May 2014: From TBS President Bryan H. Pines

May 2014: From TBS President Bryan H. Pines

We will be celebrating Yom Ha’atzmaut on the evening of Monday, May 5th, corresponding with the Hebrew date of the 5th of Iyar. In Israel, the joyous festivities will begin immediately after sunset following Israel Memorial Day. Twelve torches will be lit individually representing the twelve Tribes of Israel. The celebration continues throughout the next day. People are encouraged to spend the day outside by going on hikes and having barbecues. Historically, Israel Independence Day began on May 14, 1948 and centered on David Ben-Gurion reading the Declaration of the Establishment of the State of Israel. This carefully crafted seven part document has as much relevance now as it did sixty-six years ago during the reaffirmation of our Jewish homeland.


The declaration had several drafts which were written by a committee, including Moshe Sharett, future Foreign Minister, and David Ben-Gurion, future Prime Minister. The ruling council’s (People’s Administration) decision to declare independence rather than accept an American truce proposal narrowly met a 6-4 majority vote. Discussions regarding the final revisions of the draft centered on issues related to accepting the UN Resolution borders, the inclusion of religious references, and the actual name of the country.

Ben-Gurion opposed limitations on the State’s frontiers. He felt that the American Declaration of Independence should be an example in that “it contains no mention of territorial limits. The Arabs are making war with us. If we beat them, the western part of the Galilee and the territory on both sides of the road to Jerusalem will become part of the State.”

The argument about the document’s inclusion of G-d in the establishment of the State lasted for hours. Ben-Gurion was able to satisfy all parties by inserting the phrase: Rock of Israel. Religious members of the committee felt that this referenced G-d, as the Rock and Redeemer, while the atheist interpreted it as the land itself.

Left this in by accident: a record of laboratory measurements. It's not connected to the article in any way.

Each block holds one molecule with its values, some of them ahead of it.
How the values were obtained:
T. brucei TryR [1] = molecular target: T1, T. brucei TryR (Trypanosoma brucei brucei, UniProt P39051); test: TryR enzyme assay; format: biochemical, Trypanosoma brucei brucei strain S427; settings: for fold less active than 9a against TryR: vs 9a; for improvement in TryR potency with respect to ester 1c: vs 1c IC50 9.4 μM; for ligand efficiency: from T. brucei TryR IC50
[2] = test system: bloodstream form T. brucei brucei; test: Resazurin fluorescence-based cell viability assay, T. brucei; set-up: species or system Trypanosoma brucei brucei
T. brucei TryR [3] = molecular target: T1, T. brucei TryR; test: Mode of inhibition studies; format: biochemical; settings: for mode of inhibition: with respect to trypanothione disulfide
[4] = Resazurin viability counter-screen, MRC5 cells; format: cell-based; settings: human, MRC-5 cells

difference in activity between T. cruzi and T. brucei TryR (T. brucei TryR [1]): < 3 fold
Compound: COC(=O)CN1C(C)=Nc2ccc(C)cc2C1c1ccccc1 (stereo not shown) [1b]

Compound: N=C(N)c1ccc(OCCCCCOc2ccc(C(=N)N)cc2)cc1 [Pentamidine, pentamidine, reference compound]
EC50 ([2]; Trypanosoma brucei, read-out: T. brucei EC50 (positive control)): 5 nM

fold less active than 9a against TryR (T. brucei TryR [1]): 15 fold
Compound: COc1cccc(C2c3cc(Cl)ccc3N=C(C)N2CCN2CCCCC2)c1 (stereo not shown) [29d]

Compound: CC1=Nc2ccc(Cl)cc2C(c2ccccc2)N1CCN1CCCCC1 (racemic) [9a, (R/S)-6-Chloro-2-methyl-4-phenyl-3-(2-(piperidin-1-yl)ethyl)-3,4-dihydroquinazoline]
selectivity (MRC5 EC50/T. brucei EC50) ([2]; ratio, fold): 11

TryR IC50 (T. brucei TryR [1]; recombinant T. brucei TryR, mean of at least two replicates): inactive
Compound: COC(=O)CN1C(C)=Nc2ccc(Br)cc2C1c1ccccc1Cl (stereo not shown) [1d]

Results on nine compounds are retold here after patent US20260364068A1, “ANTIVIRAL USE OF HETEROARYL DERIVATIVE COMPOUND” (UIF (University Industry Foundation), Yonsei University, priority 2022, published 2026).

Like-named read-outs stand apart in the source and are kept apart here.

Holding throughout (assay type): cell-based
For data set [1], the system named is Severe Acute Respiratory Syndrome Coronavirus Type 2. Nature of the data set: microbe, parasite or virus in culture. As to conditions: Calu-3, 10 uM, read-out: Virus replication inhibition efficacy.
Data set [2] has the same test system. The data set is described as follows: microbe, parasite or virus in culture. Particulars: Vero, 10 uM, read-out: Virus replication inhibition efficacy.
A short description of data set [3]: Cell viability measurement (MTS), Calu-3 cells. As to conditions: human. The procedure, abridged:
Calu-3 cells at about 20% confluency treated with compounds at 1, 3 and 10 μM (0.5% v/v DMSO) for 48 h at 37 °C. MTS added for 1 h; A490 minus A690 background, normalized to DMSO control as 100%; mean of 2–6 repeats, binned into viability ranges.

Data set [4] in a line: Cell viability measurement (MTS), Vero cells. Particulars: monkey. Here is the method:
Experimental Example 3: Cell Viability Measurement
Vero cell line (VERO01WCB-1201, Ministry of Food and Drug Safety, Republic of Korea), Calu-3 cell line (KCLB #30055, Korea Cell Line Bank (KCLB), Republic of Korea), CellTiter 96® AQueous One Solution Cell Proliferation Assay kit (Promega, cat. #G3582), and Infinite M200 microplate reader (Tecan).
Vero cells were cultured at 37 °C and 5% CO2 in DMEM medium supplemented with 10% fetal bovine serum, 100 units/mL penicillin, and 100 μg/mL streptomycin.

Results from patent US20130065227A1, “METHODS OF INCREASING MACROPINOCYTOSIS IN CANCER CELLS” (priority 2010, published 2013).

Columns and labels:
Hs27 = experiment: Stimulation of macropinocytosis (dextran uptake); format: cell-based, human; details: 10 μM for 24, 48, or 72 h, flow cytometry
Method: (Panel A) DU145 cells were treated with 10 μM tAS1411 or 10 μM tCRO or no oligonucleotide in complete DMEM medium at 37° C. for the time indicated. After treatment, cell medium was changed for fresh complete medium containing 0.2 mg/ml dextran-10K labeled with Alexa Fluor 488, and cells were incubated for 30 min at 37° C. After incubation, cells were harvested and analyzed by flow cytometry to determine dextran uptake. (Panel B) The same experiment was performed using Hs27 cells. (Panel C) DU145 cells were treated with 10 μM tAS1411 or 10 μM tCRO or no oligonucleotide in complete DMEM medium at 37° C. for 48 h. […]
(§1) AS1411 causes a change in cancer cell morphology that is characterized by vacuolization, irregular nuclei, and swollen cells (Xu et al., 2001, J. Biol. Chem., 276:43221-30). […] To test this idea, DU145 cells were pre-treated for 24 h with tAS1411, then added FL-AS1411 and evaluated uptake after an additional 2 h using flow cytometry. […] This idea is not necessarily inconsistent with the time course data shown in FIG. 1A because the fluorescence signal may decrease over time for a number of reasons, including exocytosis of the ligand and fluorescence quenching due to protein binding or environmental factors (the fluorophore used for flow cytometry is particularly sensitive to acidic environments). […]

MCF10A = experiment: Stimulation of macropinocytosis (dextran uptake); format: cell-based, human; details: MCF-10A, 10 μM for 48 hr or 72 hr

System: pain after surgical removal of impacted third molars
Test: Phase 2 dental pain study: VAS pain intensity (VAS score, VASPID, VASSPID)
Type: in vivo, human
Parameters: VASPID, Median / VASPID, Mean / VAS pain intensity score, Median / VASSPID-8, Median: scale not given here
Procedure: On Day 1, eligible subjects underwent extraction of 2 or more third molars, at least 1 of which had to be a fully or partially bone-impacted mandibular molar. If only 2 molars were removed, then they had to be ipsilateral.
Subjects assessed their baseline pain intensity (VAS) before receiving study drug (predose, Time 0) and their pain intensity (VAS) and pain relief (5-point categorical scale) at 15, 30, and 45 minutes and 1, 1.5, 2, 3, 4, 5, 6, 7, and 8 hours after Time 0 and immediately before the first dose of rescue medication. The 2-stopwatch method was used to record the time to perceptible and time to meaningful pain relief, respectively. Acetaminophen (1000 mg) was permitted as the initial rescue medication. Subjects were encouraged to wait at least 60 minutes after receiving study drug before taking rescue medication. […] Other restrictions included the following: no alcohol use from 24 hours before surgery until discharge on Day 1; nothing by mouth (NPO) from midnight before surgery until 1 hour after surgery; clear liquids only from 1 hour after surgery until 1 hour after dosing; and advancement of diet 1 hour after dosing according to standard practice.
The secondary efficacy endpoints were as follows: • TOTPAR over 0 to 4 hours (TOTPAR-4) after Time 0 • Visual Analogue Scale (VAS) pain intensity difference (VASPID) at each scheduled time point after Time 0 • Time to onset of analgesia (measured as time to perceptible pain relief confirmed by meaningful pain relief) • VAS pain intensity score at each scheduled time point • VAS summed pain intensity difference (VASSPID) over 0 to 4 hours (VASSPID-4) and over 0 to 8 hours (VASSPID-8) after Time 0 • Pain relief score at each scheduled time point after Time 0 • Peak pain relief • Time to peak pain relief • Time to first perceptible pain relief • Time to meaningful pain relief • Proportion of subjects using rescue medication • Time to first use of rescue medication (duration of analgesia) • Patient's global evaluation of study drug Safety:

One of the last decisions was to choose a name for the soon-to- be independent country. Names such as Judea or Zion were initially considered but it was felt that they could raise confusion since they also reference specific geographical locations within the new state. Ben-Gurion’s suggestion of Israel was approved with a 6-3 majority vote.

Following the signing of the document by the council members, Ben-Gurion read the Declaration of the Establishment of the State of Israel publicly at the Tel Aviv Museum while it was broadcast over the radio. Leonard Bernstein conducted the Israel Philharmonic Orchestra in the performance of Ha’Tikva.

The importance of re-establishing a Jewish homeland after two thousand years of exile is momentous. Our identity has strengthened while enduring expulsions and religious persecution.

At Mount Herzl, this year’s torch lighting ceremony will be conducted solely by women from various areas of Israeli life. These twelve individuals are being recognized and admired for their contributions to their communities and the State of Israel. This year brings a special emphasis on the achievements and struggles of women in their pursuit of gender equality. The State of Israel recognizes the importance of all its citizen’s desires for freedom and liberty. The land and its people have grown and matured over the past sixty-six years. Celebrate Israel Independence Day by proudly expressing your staunch support of Eretz Israel.


Bryan H. Pines

TBS President